Will You Be Able to Replace Your Paycheck When You Retire?
Answers to three important questions when you consider saving for retirement.
1. How much money will I need?
According to Vanguard, the average 401(k) balance in 2017 was a little over $100,000 per person. If one were to retire with savings of only $100,000, they would be able to sustainably generate about $4,000 in annual income. Obviously, this is not enough savings for most people to live comfortably. If a person were to spend $5 a day on breakfast, $10 a day on lunch, and $15 a day for dinner, they would need about $10,950 a year just to eat in retirement. If one were to retire at age 65 and live to the age of 85, they would need 20-years-worth of savings to pay for food which totals $219,000. A married couple may need to double this amount ($438,000). This is without factoring in inflation costs!
2. My budget is already too tight, what should I do?
Create an honest determination of your expenses. Take into consideration what you spend on essential household items such as utilities, groceries, insurance, auto expenses, clothing, childcare, etc. Then look at what you spend on non-essential expenditures like restaurants, entertainment, vacations, hobbies, and impulse purchases. Be careful with debt and use it sparingly for necessities only (e.g. buying a home or paying for college). Without eliminating all “fun” things from your life, ask yourself if what you are spending money on is something you need or something you want. If it is something that you want, determine if making that purchase will truly enhance your life, or whether it is something you are better off without. Saving is more of a function of behavior than resources. Merely forgoing the $4 morning coffee can help one save over $1,400 a year. If at the end of each year, you invested that money for a 30-year period at an interest rate of 6%, you would have a savings account valued at over $155,000!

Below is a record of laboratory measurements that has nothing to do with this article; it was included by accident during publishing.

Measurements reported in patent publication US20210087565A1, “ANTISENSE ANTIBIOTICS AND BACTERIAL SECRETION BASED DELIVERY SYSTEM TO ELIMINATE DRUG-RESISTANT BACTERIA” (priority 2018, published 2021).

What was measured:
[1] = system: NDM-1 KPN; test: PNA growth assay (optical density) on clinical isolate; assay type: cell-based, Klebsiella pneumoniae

3. I’m worried about where I should put my savings.
All investments have risk. Before you invest in stocks, bonds, or mutual funds, make sure that you have emergency cash set aside in a bank account. After you have sufficient cash reserves, make sure that you save consistently and diversify your investments with the help of a professional to ensure that they are appropriate for your situation. Take advantage of company retirement plans than match employee contributions and save as much as you can possibly afford. “I wish I never saved so much for my future” is a phrase that I believe has been uttered by no one, ever.
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Spanos Group of Raymond James Financial Advisors
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Raymond James & Associates, Inc., Member New York Stock Exchange/SIPC
The opinions expressed are those of Samuel Spanos and not necessarily those of Raymond James & Associates and subject to change at any time. Information contained herein was received from sources believed to be reliable, but accuracy is not guaranteed.